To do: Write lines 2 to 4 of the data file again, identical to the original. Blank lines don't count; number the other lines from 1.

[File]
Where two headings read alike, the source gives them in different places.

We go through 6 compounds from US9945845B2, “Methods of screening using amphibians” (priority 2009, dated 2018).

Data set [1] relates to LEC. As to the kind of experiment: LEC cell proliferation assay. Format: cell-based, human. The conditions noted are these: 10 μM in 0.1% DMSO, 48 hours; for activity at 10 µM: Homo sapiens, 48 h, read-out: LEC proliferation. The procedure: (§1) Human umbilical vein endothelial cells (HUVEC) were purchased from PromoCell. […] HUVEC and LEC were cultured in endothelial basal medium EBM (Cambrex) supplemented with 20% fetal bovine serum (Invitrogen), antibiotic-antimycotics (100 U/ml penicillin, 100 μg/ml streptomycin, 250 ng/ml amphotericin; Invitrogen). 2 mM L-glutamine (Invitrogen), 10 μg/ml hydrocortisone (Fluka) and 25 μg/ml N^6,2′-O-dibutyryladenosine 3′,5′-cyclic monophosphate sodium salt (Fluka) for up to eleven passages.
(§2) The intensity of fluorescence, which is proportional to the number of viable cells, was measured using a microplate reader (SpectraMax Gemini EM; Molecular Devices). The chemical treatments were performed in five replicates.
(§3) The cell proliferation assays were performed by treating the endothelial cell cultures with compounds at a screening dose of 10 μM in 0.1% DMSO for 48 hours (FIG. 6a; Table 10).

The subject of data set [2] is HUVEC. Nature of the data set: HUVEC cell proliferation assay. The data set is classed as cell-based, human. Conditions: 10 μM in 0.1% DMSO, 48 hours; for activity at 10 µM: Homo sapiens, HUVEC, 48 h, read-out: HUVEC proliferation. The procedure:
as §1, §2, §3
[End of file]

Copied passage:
We go through 6 compounds from US9945845B2, “Methods of screening using amphibians” (priority 2009, dated 2018).

Data set [1] relates to LEC. As to the kind of experiment: LEC cell proliferation assay. Format: cell-based, human. The conditions noted are these: 10 μM in 0.1% DMSO, 48 hours; for activity at 10 µM: Homo sapiens, 48 h, read-out: LEC proliferation. The procedure: (§1) Human umbilical vein endothelial cells (HUVEC) were purchased from PromoCell. […] HUVEC and LEC were cultured in endothelial basal medium EBM (Cambrex) supplemented with 20% fetal bovine serum (Invitrogen), antibiotic-antimycotics (100 U/ml penicillin, 100 μg/ml streptomycin, 250 ng/ml amphotericin; Invitrogen). 2 mM L-glutamine (Invitrogen), 10 μg/ml hydrocortisone (Fluka) and 25 μg/ml N^6,2′-O-dibutyryladenosine 3′,5′-cyclic monophosphate sodium salt (Fluka) for up to eleven passages.
(§2) The intensity of fluorescence, which is proportional to the number of viable cells, was measured using a microplate reader (SpectraMax Gemini EM; Molecular Devices). The chemical treatments were performed in five replicates.